The American short story writer Washington Irving was born on April 3, 1783. He is responsible for the enduring stories of Rip Van Winkle, Ichabod Crane, The Headless Horseman and “The Legend of Sleepy Hollow.”
Irving’s parents were Scottish immigrants to the American colonies and Irving was born in New York just as the American Revolution was coming to an end. His parents named him in honour of the revolutionary leader George Washington.
Irving wrote humorous newspaper pieces and theatre reviews under the pseudonym Jonathan Oldstyle, and invented the name Gotham for New York City. In 1809 he created a public hoax about a missing manuscript by a fictional historian named Diedrich Knickerbocker.
Irving published his satirical history as the book A History of New-York from the Beginning of the World to the End of the Dutch Dynasty by Diedrich Knickerbocker. Knickerbocker became a common nickname for New Yorkers and furnished the name for the city’s NBA basketball team, The New York Knickerbockers, or Knicks for short.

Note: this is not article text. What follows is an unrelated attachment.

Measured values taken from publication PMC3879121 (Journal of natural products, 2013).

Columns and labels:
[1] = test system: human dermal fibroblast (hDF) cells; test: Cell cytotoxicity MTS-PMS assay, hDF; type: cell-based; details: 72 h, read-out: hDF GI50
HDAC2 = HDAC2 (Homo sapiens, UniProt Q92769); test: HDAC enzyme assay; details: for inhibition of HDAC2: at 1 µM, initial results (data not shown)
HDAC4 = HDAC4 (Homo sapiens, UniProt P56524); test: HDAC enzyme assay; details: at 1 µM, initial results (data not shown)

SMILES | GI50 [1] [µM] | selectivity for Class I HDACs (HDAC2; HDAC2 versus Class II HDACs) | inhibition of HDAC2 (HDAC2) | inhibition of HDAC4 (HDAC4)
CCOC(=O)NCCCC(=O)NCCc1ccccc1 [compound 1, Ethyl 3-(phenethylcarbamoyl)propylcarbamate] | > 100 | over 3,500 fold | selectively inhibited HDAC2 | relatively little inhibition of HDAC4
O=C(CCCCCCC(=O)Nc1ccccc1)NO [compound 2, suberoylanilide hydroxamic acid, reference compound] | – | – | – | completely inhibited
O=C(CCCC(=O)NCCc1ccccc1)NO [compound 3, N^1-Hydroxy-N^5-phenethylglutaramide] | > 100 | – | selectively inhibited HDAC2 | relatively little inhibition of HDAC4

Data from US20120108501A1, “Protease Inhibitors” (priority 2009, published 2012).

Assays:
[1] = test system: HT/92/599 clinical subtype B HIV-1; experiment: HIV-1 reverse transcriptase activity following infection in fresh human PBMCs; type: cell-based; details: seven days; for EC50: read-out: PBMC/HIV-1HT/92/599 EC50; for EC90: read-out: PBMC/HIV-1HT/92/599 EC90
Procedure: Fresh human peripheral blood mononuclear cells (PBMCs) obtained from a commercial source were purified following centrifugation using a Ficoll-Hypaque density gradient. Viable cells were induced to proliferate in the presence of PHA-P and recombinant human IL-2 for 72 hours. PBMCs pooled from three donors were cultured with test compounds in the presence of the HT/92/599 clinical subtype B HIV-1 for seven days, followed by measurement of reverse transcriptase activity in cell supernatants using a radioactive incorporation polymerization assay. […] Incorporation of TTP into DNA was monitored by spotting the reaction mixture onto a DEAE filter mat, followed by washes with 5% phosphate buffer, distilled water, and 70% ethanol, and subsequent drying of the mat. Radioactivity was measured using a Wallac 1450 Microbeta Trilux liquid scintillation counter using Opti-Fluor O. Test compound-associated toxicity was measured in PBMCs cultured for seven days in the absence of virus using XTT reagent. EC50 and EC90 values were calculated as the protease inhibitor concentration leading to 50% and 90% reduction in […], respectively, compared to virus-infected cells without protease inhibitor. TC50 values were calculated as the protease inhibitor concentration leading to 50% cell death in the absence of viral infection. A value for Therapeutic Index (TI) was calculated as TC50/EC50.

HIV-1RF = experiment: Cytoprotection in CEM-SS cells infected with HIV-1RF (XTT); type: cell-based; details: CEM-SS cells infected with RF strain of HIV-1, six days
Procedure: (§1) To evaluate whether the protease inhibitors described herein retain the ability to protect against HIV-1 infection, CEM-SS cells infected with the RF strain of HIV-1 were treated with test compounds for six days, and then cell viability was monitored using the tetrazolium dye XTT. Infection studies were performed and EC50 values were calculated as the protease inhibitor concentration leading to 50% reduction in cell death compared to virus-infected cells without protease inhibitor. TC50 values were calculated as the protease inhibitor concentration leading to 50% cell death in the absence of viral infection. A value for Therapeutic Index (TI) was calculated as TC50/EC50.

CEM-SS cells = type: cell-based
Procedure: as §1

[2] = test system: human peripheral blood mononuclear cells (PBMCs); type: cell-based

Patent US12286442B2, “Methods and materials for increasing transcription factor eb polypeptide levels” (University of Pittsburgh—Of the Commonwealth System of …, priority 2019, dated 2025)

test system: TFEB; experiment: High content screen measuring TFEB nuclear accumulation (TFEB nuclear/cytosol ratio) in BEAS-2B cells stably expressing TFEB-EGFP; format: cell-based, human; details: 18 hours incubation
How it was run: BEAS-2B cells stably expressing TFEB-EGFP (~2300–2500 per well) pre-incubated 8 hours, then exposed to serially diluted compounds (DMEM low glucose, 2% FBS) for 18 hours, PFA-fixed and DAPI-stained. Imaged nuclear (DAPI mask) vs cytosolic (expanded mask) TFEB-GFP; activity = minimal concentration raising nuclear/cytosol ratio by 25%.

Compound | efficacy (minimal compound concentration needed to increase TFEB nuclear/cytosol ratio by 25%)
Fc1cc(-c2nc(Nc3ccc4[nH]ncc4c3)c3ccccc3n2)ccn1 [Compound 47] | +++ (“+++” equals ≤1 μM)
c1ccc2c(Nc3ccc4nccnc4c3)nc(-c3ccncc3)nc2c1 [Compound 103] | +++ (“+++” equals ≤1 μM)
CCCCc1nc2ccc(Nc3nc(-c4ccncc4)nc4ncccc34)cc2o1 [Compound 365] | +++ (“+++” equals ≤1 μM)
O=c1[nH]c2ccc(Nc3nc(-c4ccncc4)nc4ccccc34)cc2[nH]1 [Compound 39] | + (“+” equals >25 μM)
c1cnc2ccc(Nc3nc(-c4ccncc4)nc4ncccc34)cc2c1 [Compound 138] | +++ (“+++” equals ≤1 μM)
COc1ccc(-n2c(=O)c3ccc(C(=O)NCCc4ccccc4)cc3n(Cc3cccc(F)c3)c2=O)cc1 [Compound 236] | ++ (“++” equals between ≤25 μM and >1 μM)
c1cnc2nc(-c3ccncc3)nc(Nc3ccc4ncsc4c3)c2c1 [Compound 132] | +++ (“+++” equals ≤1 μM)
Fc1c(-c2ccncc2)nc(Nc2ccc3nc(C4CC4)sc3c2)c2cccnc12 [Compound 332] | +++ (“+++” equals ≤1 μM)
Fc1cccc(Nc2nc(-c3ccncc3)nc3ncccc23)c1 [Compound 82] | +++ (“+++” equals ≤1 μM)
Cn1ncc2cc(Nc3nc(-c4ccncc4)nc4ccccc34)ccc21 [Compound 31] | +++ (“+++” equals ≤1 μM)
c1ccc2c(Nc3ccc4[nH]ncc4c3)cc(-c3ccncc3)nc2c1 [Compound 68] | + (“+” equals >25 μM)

Irving’s family business suffered financial setbacks after the War of 1812 and Irving had to declare bankruptcy. He moved to England and stayed with family members while he continued to write. He wrote the short story “Rip Van Winkle” and other stories that he gathered together as The Sketch Book of Geoffrey Crayon, Gent. It was serialized in America and published in Britain in two volumes to great success on both sides of the ocean.
Despite his pseudonyms, Irving became immensely famous. He was also generous with promoting and encouraging fellow American writers including Nathaniel Hawthorne, Henry Wadsworth Longfellow, Herman Melville, and Edgar Allan Poe.
In his later years Irving also wrote biographies and serious books and served the American government in various diplomatic posts. He died in 1859 at the age of 76 and is buried in Sleepy Hollow Cemetery in Tarrytown, New York, the setting of many of his tales and horror stories.